A few years ago, my interest in male dimorphism led me to a collaboration with professors Mark Rowland and Clifford Qualls, from the University of New Mexico. Our collaboration had the purpose of putting forward a model for conditional trimorphisms, which is an extension of the 'environmental threshold model' from quantitative genetics, designed to account for trimorphisms with two thresholds, and compatible with the 'rock-paper-scissors model' of evolutionary game theory. Unfortunately, I was devastated to hear that Mark passed away in early 2015, at the very start of our collaboration. Publishing this paper then became a mission where Clifford and I joined forces (Clifford on the side of the maths, and myself with the evolutionary biology perspective) to make sure Mark's ideas would be published and available in the literature for anyone working on the rare but incredibly interesting cases of trimorphism in nature. The Journal of Theoretical Biology has just published this paper, and you can find it here.

Multiple male spawnings in a frog

posted Feb 14, 2017, 1:52 AM by Bruno Buzatto

This month's issue of Evolution features my latest paper on sperm competition in the Australian quacking frog Crinia georgiana, which I co-authored with Evan Thyer, Dale Roberts and Leigh Simmons. For this paper we video-recorded over thirty multiple male amplexus in this species, and then collected the offspring for molecular paternity analyses. We found that amplexus time and position were very important for fertilization success of males under competition (amplexing dorsally resulted in higher success!), and that testis size also had a positive effect on fertilization success, but only for males amplexing the female in the ventral position. It seems that in this species larger testes are an advantage in high population densities, where more multiple male spawnings occur and where males more commonly end up in a non-ideal amplexus position, such as holding on to the female in a ventral or lateral position.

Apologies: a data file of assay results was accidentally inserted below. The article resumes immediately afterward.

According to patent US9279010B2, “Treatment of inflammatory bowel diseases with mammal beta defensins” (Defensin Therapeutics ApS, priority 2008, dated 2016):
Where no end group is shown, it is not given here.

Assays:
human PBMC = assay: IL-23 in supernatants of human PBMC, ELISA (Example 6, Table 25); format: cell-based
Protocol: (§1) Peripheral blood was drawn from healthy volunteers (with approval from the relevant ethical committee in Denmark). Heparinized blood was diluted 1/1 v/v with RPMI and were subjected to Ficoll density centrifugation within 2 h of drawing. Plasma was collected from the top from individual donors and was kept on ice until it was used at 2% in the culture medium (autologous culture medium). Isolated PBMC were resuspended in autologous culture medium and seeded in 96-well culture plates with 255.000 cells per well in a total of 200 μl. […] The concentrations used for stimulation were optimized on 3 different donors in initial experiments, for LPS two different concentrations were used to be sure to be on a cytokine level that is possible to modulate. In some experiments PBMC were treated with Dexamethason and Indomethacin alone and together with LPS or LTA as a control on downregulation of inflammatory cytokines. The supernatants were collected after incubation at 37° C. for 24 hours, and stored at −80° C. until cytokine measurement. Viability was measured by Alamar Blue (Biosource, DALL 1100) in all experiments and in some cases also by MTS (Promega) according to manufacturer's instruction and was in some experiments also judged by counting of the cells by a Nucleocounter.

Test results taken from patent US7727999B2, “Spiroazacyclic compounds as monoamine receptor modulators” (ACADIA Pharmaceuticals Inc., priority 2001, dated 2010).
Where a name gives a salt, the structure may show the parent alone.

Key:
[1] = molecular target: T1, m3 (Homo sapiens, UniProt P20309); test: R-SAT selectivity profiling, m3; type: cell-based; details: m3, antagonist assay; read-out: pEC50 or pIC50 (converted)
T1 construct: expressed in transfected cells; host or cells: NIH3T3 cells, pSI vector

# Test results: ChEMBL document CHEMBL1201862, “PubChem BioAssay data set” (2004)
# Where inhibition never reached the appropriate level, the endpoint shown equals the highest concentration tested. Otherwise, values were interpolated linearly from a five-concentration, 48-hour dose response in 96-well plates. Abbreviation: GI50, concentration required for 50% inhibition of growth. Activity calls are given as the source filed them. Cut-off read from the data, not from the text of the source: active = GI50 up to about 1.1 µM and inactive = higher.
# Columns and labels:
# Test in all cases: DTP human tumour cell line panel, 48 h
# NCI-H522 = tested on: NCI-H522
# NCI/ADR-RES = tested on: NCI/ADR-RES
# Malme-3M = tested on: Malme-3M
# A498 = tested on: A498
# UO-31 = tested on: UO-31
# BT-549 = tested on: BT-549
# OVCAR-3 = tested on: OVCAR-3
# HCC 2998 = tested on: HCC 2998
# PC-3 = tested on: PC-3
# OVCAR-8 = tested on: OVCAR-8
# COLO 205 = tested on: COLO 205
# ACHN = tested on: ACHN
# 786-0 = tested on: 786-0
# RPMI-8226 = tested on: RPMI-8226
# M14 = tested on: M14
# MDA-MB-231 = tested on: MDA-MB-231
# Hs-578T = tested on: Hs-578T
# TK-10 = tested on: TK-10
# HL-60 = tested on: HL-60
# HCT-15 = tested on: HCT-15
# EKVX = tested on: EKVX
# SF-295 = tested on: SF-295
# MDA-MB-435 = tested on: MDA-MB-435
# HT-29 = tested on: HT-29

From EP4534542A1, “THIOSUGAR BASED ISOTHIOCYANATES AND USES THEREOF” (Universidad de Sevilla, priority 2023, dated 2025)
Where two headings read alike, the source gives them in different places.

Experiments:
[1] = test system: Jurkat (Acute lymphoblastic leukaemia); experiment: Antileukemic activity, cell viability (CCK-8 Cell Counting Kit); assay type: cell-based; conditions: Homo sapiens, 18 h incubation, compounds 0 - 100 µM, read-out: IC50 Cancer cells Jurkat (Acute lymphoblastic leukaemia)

Best published paper award

posted Dec 21, 2016, 12:38 AM by Bruno Buzatto   [ updated Dec 21, 2016, 12:39 AM ]


Last week I was awarded the 'Best 2015 Published Paper' award from the School of Animal Biology, here at UWA. The prize came with 250$, a very nice Christmas gift, so thanks so much, SAB! The paper that won this award was my 2015 Evolution paper on sperm competition and the evolution of arm strength in a frog with multimale amplexus, which I co-authored with Dale Roberts and Leigh Simmons. The next chapter on this story has just been published as another paper in Evolution, this time with paternity data and videos of the multimale amplexus to make the story more complete! This second paper also has the honours student Evan Thyer as another author.

Friends' paper on parental harvestmen

posted Nov 30, 2016, 7:18 PM by Bruno Buzatto   [ updated Nov 30, 2016, 7:19 PM ]

I was very excited to see this paper published in J Evol Biol on Serracutisoma proximum, a species that I have very close to my heart as I did my MSc thesis on it :) Males of this harvestman defend harems of females, who normally guard their eggs for over a month. If a female dies, males can guard the eggs for short periods of time. My friends Louise, Danilo and Glauco, from the University of São Paulo, showed that attractive males guarded eggs less often, but their attendance increased with perceived paternity, which is super cool.

There is also a great post about it by a science journalist which you can see here.